"Dim All the Lights" is a song by American recording artist Donna Summer that bowed at #70 in August 25, 1979 and peaked at #2 November 10-17, 1979 on the Billboard Hot 100. It was blocked from becoming the third number one hit from the album by "Heartache Tonight" by the Eagles the first week and "Still" by Commodores the next week. Taken from her Bad Girls album and produced by her longtime collaborator Giorgio Moroder with Pete Bellotte, the track combines Summer's trademark disco beats with a more soulfulpop sound. It was the third Hot 100 top two single from the album and her sixth consecutive Hot 100 top five single.
Summer had released "Hot Stuff" and "Bad Girls" and, later, the "No More Tears (Enough Is Enough)" duet with Barbra Streisand, all of which reached position 1. "Dim All the Lights" was another massive hit for her, reaching number two on the US Billboard Hot 100 singles chart and number 29 on the UK Singles Chart. Like "Hot Stuff" and "Bad Girls" before, "Dim All the Lights" and "No More Tears" were simultaneously in the top three, Summer was the first female artist to accomplish this feat of having two songs in the top 3 singles on the Billboard Hot 100 chart.
"Dim All the Lights" was Summer's only hit single that she wrote alone. She had originally intended to give the song to Rod Stewart but changed her mind. The song was nominated for Best Disco Recording at the 22nd Grammy Awards in 1980. The song caused a rifted between Donna and Casablanca label president Neil Bogart. Bogart had promised to wait a month longer than he did, before releasing Summer's duet, with Barbara Streisand; to allow the single to peak first.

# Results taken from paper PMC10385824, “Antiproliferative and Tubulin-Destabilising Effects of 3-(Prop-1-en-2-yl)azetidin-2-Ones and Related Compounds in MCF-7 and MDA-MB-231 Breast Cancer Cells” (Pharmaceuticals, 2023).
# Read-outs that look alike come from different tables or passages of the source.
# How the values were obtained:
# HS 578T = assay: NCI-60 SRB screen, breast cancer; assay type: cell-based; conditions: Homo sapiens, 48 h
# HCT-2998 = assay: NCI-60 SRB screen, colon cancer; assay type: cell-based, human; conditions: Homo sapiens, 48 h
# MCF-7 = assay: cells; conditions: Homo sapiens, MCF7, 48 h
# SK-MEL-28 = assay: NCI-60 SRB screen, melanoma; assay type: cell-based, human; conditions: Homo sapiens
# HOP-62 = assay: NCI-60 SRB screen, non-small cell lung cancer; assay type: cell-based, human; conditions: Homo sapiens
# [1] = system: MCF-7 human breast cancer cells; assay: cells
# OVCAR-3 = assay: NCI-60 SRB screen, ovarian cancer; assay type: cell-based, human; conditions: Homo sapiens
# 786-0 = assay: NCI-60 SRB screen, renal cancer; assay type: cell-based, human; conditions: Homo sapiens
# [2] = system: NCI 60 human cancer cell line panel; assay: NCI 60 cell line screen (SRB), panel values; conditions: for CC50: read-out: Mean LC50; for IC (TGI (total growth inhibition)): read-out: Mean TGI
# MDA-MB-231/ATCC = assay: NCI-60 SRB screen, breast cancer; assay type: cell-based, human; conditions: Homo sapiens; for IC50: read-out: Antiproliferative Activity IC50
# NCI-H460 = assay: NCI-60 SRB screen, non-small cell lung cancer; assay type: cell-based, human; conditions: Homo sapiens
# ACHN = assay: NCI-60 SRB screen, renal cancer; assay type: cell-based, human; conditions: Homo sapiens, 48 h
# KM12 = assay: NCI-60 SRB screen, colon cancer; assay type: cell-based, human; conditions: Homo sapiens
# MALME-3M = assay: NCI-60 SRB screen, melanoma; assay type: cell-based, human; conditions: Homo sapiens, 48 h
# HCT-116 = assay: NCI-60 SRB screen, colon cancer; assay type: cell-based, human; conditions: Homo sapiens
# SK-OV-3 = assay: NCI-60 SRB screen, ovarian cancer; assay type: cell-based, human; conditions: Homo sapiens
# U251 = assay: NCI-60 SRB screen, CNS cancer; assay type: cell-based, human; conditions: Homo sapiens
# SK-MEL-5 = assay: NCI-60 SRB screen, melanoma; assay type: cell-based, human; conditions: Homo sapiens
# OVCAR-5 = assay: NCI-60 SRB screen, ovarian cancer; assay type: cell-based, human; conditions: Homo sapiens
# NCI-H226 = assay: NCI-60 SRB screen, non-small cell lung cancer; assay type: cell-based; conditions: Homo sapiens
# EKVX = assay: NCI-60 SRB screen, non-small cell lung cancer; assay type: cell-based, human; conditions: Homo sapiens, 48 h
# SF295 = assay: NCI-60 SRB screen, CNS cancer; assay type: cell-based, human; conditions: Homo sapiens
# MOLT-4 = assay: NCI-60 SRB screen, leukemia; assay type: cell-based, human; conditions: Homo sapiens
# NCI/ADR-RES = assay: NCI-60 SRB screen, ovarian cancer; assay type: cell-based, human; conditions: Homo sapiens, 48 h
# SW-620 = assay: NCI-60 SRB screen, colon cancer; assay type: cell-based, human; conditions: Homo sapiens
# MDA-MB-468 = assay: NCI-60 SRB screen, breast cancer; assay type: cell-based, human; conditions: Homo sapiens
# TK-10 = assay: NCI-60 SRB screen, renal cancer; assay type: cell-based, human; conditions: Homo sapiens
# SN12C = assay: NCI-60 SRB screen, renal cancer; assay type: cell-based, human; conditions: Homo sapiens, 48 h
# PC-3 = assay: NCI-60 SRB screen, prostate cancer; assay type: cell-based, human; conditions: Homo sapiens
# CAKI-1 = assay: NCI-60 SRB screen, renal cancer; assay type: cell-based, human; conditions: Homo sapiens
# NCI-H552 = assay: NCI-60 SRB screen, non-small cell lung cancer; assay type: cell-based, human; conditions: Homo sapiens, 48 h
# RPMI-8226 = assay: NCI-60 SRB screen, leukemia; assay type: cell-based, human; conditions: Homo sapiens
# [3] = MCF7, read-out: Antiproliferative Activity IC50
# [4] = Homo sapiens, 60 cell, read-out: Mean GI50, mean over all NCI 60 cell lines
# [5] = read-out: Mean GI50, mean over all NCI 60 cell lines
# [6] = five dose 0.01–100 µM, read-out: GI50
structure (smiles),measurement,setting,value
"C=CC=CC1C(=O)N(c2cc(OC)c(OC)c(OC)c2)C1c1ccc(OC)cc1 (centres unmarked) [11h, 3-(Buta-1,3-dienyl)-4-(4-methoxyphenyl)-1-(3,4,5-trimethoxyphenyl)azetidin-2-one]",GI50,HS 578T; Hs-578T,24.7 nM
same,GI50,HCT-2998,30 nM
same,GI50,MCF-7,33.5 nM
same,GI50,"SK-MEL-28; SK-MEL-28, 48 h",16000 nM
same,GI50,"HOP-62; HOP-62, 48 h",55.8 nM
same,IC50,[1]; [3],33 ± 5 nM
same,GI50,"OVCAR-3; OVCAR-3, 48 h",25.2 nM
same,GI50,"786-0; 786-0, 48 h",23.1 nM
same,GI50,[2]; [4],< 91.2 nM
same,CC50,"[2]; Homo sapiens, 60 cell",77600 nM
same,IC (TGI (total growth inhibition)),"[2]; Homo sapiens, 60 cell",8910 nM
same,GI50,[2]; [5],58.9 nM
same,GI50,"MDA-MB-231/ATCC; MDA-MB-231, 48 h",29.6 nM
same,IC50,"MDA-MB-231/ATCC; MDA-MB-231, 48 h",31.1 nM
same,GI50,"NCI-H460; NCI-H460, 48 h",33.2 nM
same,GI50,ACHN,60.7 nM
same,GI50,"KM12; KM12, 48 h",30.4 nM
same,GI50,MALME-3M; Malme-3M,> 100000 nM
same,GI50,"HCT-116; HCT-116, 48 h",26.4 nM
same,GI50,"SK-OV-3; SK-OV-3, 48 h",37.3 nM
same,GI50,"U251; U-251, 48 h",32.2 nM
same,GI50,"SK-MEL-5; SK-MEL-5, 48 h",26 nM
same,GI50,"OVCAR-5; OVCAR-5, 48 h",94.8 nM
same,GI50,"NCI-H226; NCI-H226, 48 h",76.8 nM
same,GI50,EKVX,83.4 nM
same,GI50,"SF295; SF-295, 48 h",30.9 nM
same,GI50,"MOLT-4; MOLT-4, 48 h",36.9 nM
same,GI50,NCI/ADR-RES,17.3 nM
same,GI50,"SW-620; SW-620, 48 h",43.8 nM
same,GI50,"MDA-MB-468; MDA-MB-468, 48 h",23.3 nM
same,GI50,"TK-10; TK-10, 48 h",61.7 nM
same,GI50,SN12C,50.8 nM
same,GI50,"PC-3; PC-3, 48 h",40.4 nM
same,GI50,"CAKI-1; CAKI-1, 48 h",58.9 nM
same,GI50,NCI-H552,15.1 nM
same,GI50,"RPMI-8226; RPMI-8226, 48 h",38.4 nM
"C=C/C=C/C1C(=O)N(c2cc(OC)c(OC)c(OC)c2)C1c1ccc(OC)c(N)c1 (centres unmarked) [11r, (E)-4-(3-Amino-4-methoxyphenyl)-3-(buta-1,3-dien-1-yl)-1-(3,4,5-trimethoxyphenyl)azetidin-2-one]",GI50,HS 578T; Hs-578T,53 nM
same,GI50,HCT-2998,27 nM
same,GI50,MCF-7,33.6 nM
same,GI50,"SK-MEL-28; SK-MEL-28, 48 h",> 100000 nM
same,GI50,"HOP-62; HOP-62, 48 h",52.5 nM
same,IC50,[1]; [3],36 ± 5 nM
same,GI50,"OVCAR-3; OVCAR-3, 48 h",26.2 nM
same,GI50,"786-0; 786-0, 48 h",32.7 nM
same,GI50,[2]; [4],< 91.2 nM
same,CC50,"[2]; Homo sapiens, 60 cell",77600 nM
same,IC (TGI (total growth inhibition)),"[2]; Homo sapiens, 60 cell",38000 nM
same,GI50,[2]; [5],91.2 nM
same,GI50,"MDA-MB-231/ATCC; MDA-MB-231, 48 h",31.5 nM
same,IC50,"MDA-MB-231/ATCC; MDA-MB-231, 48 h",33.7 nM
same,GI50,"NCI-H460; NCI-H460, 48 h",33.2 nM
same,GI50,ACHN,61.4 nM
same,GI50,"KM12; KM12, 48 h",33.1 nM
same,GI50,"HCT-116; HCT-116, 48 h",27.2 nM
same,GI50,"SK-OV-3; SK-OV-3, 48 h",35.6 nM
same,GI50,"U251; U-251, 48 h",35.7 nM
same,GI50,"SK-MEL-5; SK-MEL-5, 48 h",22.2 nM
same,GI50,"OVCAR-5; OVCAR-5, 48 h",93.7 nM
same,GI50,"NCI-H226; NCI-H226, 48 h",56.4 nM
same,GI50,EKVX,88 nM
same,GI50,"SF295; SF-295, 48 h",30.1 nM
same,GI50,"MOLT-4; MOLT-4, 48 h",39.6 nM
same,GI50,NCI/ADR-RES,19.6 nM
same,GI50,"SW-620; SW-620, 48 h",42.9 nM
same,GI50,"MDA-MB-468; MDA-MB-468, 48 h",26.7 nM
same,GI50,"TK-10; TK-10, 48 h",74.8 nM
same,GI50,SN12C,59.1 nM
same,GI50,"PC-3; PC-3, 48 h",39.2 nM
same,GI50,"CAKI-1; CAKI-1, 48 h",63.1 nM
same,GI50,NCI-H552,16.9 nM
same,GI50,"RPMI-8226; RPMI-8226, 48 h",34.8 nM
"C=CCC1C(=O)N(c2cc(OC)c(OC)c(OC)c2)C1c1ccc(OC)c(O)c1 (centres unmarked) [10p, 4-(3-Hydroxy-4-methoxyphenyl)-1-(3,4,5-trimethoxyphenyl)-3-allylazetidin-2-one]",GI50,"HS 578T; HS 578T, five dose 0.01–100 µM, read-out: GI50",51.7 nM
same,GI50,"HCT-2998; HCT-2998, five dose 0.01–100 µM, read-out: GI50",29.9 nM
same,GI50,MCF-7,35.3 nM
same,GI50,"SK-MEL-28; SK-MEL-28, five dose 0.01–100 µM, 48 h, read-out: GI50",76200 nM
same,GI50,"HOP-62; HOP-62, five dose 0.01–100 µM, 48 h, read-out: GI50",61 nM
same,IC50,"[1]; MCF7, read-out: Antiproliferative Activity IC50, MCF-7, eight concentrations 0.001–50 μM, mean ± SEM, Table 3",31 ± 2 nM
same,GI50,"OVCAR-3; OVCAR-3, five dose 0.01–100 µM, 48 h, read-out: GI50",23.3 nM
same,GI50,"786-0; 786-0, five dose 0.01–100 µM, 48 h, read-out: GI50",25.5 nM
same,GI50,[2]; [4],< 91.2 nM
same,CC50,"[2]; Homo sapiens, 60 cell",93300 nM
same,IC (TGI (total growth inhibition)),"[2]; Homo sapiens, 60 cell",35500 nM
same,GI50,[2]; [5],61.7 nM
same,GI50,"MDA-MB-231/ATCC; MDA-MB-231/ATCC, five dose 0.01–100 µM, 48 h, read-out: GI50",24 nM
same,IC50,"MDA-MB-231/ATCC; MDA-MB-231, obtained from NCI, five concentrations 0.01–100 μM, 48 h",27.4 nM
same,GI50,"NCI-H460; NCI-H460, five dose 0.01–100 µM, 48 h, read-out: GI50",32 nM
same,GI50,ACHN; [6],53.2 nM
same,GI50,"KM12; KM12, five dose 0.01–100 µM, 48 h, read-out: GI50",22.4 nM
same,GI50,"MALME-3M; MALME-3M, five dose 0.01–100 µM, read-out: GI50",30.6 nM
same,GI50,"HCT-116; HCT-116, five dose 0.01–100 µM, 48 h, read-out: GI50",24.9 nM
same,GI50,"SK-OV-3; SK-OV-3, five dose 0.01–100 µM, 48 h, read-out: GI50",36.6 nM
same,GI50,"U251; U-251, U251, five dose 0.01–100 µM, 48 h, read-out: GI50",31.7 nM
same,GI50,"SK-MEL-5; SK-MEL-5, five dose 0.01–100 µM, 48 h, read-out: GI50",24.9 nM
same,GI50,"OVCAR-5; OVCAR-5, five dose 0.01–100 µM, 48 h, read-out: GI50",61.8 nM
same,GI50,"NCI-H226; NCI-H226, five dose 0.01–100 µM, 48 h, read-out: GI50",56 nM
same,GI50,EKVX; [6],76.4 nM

The recording is remarkable for a sustained note held by Summer for about 16 seconds.
The record's flip side, "There Will Always Be a You," also received some airplay and was charted as an album cut on some North American radio stations (notably CKLW in Windsor, Ontario, where it reached number two in October 1979; "Dim All the Lights" never charted on that station).
Laura Branigan had a Top 40 Dance hit in 1995 with her cover version. The single version appears on her US hits collection, The Best of Branigan. While Branigan's version was released in several mixes by Atlantic Records, a popular version in some Hi-NRG clubs at the time came from the DJ-only label Hot Traxx, which gave clubgoers two singers in one song, editing Donna Summer's original in with Branigan's remake. A video for the single, showing Branigan surrounded by a bevy of drag queens (Miss Understood, Hedda Lettuce and Vivacious), was her last, and the release was the end of her association with the label, as she left the music industry to care for her husband, who had been diagnosed with cancer.